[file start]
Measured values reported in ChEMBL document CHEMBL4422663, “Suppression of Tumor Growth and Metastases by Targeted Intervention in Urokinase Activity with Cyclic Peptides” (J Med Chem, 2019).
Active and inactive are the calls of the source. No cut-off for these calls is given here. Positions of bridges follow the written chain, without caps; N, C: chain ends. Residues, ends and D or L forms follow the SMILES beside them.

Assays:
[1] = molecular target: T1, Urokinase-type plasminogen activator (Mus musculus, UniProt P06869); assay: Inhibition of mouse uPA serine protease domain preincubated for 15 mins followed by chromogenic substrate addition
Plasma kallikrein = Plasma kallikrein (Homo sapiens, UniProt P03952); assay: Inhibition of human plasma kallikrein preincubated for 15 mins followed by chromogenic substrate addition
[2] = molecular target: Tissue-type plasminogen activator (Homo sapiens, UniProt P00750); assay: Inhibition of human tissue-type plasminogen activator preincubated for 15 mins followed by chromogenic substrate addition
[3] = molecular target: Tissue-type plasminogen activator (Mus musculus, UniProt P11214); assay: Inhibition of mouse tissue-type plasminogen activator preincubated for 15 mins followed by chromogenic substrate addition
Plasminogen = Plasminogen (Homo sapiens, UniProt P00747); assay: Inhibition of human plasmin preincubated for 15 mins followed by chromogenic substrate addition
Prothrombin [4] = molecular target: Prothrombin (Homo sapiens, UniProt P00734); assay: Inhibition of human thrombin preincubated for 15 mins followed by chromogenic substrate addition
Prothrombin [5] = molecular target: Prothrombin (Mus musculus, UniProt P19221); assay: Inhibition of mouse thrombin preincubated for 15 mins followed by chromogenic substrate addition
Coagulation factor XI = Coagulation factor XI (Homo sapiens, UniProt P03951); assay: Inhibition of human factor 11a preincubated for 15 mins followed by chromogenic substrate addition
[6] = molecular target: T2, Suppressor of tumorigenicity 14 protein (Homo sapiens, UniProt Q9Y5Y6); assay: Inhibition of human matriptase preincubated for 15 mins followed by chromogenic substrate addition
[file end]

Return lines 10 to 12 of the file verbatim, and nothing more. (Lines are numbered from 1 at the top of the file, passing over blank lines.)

Prothrombin [5] = molecular target: Prothrombin (Mus musculus, UniProt P19221); assay: Inhibition of mouse thrombin preincubated for 15 mins followed by chromogenic substrate addition
Coagulation factor XI = Coagulation factor XI (Homo sapiens, UniProt P03951); assay: Inhibition of human factor 11a preincubated for 15 mins followed by chromogenic substrate addition
[6] = molecular target: T2, Suppressor of tumorigenicity 14 protein (Homo sapiens, UniProt Q9Y5Y6); assay: Inhibition of human matriptase preincubated for 15 mins followed by chromogenic substrate addition